‘Stay inside!: Urgent warning to asthma sufferers and those with respiratory conditions as dangerous dust cloud sweeps Australia
- Residents with asthma and respiratory conditions warned to stay inside homes
- Dust storm sweeping across South Australia presenting risks to some residents
- The dust storm is on the back of damaging winds reaching as much as 70km/h
- Motorists are also being urged to stay off the roads in low visibility conditions
Residents with asthma and other respiratory conditions are being urged to remain inside as a dangerous dust storm sweeps across South Australia.
Damaging winds averaging between 50 and 70km/h with gusts as high as 80 to 100km/h are forecast for much of the state on Thursday.
A Bureau of Meteorology statement said the dust will reduce visibility and is a risk to people suffering from respiratory conditions.
The dust storms are expected to last until Saturday afternoon.
Residents with asthma and other respiratory conditions are being urged to remain indoors as a dangerous dust storm sweeps across South Australia
South Australia’s State Emergency Service (SES) also issued a warning to residents. Darryl Wright, SES Chief of Staff, said motorists needed to take extra care and be vigilant when driving
SA Health issued an urgent warning to all residents across the state.
‘People with asthma and other respiratory or cardiac conditions are advised that tomorrow’s expected strong northerly winds have potential to raise levels of dust across large areas of South Australia, and could exacerbate their condition,’ the statement read.
Particles which can be found in dust storms include dust, soil, sand, microorganisms such as bacteria and spores of fungi.
Those with respiratory conditions should also avoid exercise to reduce the number of particles entering their lungs.
Areas expected to be heavily impacted include Adelaide, Port Lincoln, Whyalla, Mount Gambier, Coober Pedy and Roxby Downs.
‘The cold front is expected near Ceduna early afternoon, Adelaide around midnight and then is expected to move into the North East Pastoral during Friday,’ a BOM statement read.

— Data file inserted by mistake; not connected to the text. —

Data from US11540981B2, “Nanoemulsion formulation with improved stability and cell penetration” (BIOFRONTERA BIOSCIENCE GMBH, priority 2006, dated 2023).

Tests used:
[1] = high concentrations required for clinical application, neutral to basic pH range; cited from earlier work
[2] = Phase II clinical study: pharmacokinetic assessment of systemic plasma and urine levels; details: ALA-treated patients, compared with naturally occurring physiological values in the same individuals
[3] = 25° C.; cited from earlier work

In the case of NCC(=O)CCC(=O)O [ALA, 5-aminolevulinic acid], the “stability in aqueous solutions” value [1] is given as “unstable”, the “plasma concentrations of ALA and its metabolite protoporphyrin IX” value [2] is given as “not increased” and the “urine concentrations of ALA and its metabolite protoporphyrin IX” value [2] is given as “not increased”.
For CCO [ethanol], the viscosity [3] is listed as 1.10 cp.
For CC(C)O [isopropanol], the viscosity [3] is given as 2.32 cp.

South Australia’s State Emergency Service (SES) also issued a warning to residents.
Darryl Wright, SES Chief of Staff, said motorists needed to take extra care and be vigilant when driving.
‘If the visibility is reduced, take extra precautions such as turning your headlights on, allow safe braking distances, and drive to the conditions,’ Mr Wright said.
Particles which can be found in dust storms include dust, soil, sand, microorganisms such as bacteria and spores of fungi
Further warnings indicate current weather patterns are creating the perfect conditions for a ‘Severe and Extreme’ fire danger ratings
Strong winds associated with the front may also increase the risk of trees or branches falling.
‘Where possible, people should avoid being around large trees during strong winds, and secure loose items, such as trampolines,’ Mr Wright said.
Further warnings indicate current weather patterns are creating the perfect conditions for a ‘Severe and Extreme’ fire danger ratings.
‘Cleve, Minlaton, Stenhouse Bay and Port Lincoln all registered their worst September fire weather in more than a decade on Thursday, based on wind, temperature and humidity observations alone,’ a Weatherzone statement read.
‘The Country Fire Service is advising people in South Australia to avoid any burnoff activities on Thursday due to the heightened risk of bush and grass fires.’
HOW TO PROTECT YOURSELF IN A DUST STORM
- Avoiding exercise, especially outdoors, to reduce the intake of particles into your lungs
- Adhering to your medication schedule
- Activating your asthma management plan.
STAYING SAFE ON THE ROADS DURING A DUST STORM
- Dust storms can reduce visibility. Extra caution should be taken when driving a vehicle. If visibility is very low, park in a safe place to avoid collisions.
- If your car has air conditioning, reduce the incoming dust by switching the air intake to recirculate.
Source: SA Health